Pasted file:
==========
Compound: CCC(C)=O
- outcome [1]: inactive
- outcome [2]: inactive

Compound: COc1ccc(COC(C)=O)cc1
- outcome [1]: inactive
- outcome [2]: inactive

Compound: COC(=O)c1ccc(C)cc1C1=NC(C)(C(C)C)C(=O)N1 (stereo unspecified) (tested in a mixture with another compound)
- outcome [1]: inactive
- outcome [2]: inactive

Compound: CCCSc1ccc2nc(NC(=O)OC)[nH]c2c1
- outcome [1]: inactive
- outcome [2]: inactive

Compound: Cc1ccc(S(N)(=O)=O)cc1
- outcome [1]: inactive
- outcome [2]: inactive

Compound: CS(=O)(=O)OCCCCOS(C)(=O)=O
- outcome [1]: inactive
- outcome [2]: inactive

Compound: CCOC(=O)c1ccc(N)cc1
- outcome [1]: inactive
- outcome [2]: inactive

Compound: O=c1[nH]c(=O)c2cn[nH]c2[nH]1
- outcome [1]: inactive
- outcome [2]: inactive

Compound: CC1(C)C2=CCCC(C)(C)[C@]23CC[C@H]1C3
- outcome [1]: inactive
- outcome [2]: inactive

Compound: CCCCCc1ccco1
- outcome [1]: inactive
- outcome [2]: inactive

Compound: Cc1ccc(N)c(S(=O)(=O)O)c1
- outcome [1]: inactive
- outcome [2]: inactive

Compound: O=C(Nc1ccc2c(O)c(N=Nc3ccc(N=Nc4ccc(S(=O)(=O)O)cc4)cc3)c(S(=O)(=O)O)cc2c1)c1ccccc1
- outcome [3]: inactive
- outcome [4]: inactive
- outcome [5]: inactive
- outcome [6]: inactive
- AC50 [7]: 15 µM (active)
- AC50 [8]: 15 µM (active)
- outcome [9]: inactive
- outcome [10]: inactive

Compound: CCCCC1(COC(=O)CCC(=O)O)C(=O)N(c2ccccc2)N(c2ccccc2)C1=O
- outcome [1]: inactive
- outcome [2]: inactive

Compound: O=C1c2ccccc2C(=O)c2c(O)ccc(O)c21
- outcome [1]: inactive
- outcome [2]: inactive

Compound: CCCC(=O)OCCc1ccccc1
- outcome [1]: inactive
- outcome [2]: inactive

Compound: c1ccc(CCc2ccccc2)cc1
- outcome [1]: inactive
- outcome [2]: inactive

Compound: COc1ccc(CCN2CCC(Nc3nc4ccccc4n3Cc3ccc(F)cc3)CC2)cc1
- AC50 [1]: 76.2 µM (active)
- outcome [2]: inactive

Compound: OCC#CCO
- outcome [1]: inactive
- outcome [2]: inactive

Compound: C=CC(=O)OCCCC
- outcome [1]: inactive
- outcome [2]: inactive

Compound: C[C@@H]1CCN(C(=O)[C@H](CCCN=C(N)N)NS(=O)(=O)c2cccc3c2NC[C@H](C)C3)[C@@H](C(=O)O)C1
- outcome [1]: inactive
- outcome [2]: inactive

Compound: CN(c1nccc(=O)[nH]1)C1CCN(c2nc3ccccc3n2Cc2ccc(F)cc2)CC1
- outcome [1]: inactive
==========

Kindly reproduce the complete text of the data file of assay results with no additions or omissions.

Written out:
Compound: CCC(C)=O
- outcome [1]: inactive
- outcome [2]: inactive

Compound: COc1ccc(COC(C)=O)cc1
- outcome [1]: inactive
- outcome [2]: inactive

Compound: COC(=O)c1ccc(C)cc1C1=NC(C)(C(C)C)C(=O)N1 (stereo unspecified) (tested in a mixture with another compound)
- outcome [1]: inactive
- outcome [2]: inactive

Compound: CCCSc1ccc2nc(NC(=O)OC)[nH]c2c1
- outcome [1]: inactive
- outcome [2]: inactive

Compound: Cc1ccc(S(N)(=O)=O)cc1
- outcome [1]: inactive
- outcome [2]: inactive

Compound: CS(=O)(=O)OCCCCOS(C)(=O)=O
- outcome [1]: inactive
- outcome [2]: inactive

Compound: CCOC(=O)c1ccc(N)cc1
- outcome [1]: inactive
- outcome [2]: inactive

Compound: O=c1[nH]c(=O)c2cn[nH]c2[nH]1
- outcome [1]: inactive
- outcome [2]: inactive

Compound: CC1(C)C2=CCCC(C)(C)[C@]23CC[C@H]1C3
- outcome [1]: inactive
- outcome [2]: inactive

Compound: CCCCCc1ccco1
- outcome [1]: inactive
- outcome [2]: inactive

Compound: Cc1ccc(N)c(S(=O)(=O)O)c1
- outcome [1]: inactive
- outcome [2]: inactive

Compound: O=C(Nc1ccc2c(O)c(N=Nc3ccc(N=Nc4ccc(S(=O)(=O)O)cc4)cc3)c(S(=O)(=O)O)cc2c1)c1ccccc1
- outcome [3]: inactive
- outcome [4]: inactive
- outcome [5]: inactive
- outcome [6]: inactive
- AC50 [7]: 15 µM (active)
- AC50 [8]: 15 µM (active)
- outcome [9]: inactive
- outcome [10]: inactive

Compound: CCCCC1(COC(=O)CCC(=O)O)C(=O)N(c2ccccc2)N(c2ccccc2)C1=O
- outcome [1]: inactive
- outcome [2]: inactive

Compound: O=C1c2ccccc2C(=O)c2c(O)ccc(O)c21
- outcome [1]: inactive
- outcome [2]: inactive

Compound: CCCC(=O)OCCc1ccccc1
- outcome [1]: inactive
- outcome [2]: inactive

Compound: c1ccc(CCc2ccccc2)cc1
- outcome [1]: inactive
- outcome [2]: inactive

Compound: COc1ccc(CCN2CCC(Nc3nc4ccccc4n3Cc3ccc(F)cc3)CC2)cc1
- AC50 [1]: 76.2 µM (active)
- outcome [2]: inactive

Compound: OCC#CCO
- outcome [1]: inactive
- outcome [2]: inactive

Compound: C=CC(=O)OCCCC
- outcome [1]: inactive
- outcome [2]: inactive

Compound: C[C@@H]1CCN(C(=O)[C@H](CCCN=C(N)N)NS(=O)(=O)c2cccc3c2NC[C@H](C)C3)[C@@H](C(=O)O)C1
- outcome [1]: inactive
- outcome [2]: inactive

Compound: CN(c1nccc(=O)[nH]1)C1CCN(c2nc3ccccc3n2Cc2ccc(F)cc2)CC1
- outcome [1]: inactive